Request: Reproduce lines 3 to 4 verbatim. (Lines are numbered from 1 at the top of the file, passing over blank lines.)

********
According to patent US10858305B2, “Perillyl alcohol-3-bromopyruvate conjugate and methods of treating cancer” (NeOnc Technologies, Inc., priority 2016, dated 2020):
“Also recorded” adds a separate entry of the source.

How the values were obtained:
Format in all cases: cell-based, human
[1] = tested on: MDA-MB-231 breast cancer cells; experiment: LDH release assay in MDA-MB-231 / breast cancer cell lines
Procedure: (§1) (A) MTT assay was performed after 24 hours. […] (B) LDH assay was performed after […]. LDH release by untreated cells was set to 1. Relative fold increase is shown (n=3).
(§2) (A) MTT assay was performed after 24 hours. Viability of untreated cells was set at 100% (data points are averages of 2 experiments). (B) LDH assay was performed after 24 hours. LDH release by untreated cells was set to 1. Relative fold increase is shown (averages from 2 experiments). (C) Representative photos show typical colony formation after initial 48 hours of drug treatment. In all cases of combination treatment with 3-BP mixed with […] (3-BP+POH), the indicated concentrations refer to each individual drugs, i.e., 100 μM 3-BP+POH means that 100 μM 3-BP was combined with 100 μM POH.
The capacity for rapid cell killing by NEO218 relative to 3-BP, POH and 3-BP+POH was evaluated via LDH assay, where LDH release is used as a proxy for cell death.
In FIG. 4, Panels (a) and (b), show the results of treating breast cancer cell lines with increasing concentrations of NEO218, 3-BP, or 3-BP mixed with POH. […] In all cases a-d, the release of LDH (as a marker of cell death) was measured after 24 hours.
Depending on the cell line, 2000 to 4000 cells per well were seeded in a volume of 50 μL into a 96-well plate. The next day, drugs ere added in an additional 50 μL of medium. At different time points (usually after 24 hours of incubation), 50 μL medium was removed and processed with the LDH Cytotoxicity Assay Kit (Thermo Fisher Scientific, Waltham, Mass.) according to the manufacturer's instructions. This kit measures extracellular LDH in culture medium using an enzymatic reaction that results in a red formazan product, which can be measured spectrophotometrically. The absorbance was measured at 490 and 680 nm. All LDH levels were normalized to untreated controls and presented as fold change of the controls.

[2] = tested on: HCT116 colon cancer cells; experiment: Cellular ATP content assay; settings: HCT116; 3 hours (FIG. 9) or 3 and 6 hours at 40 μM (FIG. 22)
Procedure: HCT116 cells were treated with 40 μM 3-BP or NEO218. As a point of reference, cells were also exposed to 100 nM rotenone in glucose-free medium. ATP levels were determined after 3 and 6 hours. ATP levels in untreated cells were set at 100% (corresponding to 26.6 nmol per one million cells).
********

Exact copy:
How the values were obtained:
Format in all cases: cell-based, human